Project involves DCU’s Biodesign Europe and I-Form, the SFI Research Centre for Advanced Manufacturing, PBC Biomed, an Irish based medtech company and Dolmen Design and Innovation, a DCU Alpha based product design company. 

Dublin City University research centre Biodesign Europe, I-Form, the SFI Research Centre for Advanced Manufacturing, Irish based medical device company PBC Biomed and product design company Dolmen Design and Innovation are all part of an exciting €5.4 million consortium planning to revolutionise the treatment of complex osteoporotic bone fractures. 

In Europe there are more than three million broken bones each year, a third of which are osteoporotic fractures that are extremely challenging for orthopaedic surgeons to treat and result with a failure rate of 10-15%. The resulting annual fracture-related costs are €45 billion and are expected to increase by 27% by 2030.

Groundbreaking project

The groundbreaking project, OsStic, is aiming to develop and deliver a bioinspired adhesive that will stick broken bone tissue together following an osteoporotic fracture and then facilitate rapid healing and repair of the bone. 

The consortium was awarded €3.4 million in the latest round of funding from the government’s Disruptive Technologies Innovation Fund (DTIF) with the remaining €2 million provided by the industry partners. 

Overall, it ranked among 29 projects recently announced as part of the state’s DTIF investment of €95 million over three years driving the development of disruptive technologies in the areas of healthcare, food, factory safety, maritime and construction.

Professor Nicholas Dunne, Executive Director of Biodesign Europe, a transatlantic partnership with ASU’s Biodesign Institute and a Funded Investigator at I-Form will act as the Academic Lead along with colleagues Dr Tanya Levingstone (Biodesign Europe & I-Form) and Professor Helen McCarthy (Biodesign Europe). 

Efficacy of platform technology

The DCU team will provide technical expertise associated with testing and validating the efficacy of the platform technology for use in treating osteoporotic bone fractures and will facilitate technology adoption by positioning the OsStic platform technology at their world-class facilities.

The multimillion-euro project will involve working closely with PBC Biomed, the Shannon based medical device company (also located in Memphis, Tennessee) that is focused on accelerating medical innovation and partners globally with healthcare, professional, academic institutes and medtech companies to bring new technologies in the areas of bone and tissue healing to market.

The development of the bone adhesive will significantly reduce operating times, the risk of infection and reduce the need for hardware in complex osteoporotic fracture treatment. The award will support the expansion of the bone adhesive technology into other clinical benefits such as tissue regeneration and repair.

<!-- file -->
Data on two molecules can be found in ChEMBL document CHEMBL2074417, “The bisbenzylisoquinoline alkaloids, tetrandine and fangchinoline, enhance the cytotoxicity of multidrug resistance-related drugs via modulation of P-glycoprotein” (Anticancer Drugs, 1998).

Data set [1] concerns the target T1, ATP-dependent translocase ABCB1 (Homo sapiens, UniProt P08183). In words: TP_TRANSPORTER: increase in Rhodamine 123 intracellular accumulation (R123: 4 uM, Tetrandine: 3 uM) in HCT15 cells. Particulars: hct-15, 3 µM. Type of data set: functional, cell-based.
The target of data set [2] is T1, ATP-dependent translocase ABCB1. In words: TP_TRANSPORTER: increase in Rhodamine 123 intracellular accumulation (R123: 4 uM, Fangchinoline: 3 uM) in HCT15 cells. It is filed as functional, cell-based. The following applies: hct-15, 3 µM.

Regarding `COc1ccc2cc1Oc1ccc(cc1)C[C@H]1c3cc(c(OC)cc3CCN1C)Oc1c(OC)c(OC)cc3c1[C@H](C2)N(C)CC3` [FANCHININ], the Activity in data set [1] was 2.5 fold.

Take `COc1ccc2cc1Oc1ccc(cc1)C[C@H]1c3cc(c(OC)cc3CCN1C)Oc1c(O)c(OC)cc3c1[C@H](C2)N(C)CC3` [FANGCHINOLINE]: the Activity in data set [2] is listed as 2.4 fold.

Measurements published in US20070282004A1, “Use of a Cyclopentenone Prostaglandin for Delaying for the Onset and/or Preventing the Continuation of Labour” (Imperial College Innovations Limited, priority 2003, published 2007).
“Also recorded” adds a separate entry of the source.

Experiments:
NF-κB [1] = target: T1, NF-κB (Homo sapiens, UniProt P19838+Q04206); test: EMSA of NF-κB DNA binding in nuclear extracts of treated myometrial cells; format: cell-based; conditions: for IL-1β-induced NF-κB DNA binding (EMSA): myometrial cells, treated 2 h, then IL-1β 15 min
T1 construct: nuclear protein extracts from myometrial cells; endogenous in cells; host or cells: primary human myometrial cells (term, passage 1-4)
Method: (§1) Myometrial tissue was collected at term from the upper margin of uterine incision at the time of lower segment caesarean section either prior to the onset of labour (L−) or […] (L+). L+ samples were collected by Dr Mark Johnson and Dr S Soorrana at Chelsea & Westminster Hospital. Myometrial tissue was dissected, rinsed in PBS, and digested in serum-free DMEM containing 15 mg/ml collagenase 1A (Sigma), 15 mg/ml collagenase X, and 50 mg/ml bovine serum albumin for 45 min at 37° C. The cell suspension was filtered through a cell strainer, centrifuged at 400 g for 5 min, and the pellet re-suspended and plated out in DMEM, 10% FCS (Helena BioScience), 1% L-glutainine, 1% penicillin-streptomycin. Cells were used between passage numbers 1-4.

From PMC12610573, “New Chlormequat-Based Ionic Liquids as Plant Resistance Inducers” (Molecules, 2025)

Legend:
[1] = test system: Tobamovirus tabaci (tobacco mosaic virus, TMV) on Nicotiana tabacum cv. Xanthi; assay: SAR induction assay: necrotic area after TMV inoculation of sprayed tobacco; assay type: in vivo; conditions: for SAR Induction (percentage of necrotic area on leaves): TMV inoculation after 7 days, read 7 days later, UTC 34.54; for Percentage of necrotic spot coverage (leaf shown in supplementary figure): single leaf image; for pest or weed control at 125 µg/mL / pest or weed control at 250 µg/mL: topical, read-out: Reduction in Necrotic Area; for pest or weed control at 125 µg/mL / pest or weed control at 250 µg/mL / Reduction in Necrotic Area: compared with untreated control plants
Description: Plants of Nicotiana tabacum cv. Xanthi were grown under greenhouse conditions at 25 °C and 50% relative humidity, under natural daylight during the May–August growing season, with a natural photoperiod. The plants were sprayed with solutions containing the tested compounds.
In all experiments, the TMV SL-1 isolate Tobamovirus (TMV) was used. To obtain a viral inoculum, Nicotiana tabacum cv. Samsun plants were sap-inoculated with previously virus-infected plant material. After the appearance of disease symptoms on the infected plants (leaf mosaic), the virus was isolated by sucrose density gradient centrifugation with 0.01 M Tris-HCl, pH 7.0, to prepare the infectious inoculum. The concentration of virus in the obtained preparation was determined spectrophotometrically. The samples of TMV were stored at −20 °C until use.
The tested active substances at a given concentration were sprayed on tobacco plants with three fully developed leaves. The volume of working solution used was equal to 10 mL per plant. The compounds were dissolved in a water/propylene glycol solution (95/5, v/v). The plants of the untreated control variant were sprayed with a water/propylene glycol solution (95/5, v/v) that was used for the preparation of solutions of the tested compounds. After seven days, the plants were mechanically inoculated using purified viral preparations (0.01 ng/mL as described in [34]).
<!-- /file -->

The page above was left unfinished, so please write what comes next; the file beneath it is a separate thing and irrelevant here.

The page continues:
Dolmen Design and Innovation will bring innovative delivery solutions to the complex application of the bone adhesives in various anatomical settings, in turn reducing the risk and complexity faced by surgeons in the operating rooms. 

Tissue regenerative properties

Professor Nicholas Dunne said: “DCU, Biodesign Europe and I-Form are thrilled to be playing a pivotal role in this exciting challenge-based project that will accelerate the development of the first mechanically compliant bone adhesive with tissue regenerative properties to be applied to orthopaedic surgery for the management and treatment of osteoporotic bone fractures, which affects approximately five million people each year across the world. 

"This interdisciplinary project truly epitomises the ground-breaking scientific discovery and medtech innovation that is taking place in Ireland and has the potential to drastically alter the bone fracture orthopaedic market on a global scale.”

Paul Burke, managing partner at PBC Biomed, highlighted his delight “that PBC Biomed will lead this collaboration in developing a technology which will truly disrupt the treatment of bone repair” and acknowledged the support of the Department of Enterprise, Trade and Employment and the DTIF Team for supporting this initiative. 

Dr Gerard Insley, chief scientific officer at PBC Biomed, added: “Treating complex bone diseases using biomimetic biomaterials give patients the opportunity for a quicker return to mobility and health. Our goal is to help accelerate healing in osteoporotic patients.”

Deployment and delivery system innovation

Martin Bruggemann, medical design director at Dolmen Design and Innovation, said: “We are delighted to be part of this exciting consortia, where we will be bringing our expertise in dispense, deployment and delivery system innovation to the fore.

"We have patented award winning solutions in this area for clients around the world for the past 30 years and the opportunity to continue working with such visionaries as the PBC Biomed and DCU teams is what drives us to deliver solutions on a daily basis.”

The Disruptive Technologies Innovation Fund (DTIF) is a €500 million fund established under the National Development Plan (NDP) in 2018. To date, €235 million has been allocated. The Department of Enterprise, Trade and Employment manages the DTIF with administrative support from Enterprise Ireland. 

The purpose of the fund is to drive collaboration between Ireland’s world-class research base and industry as well as facilitating enterprises to compete directly for funding in support of the development and adoption of these technologies.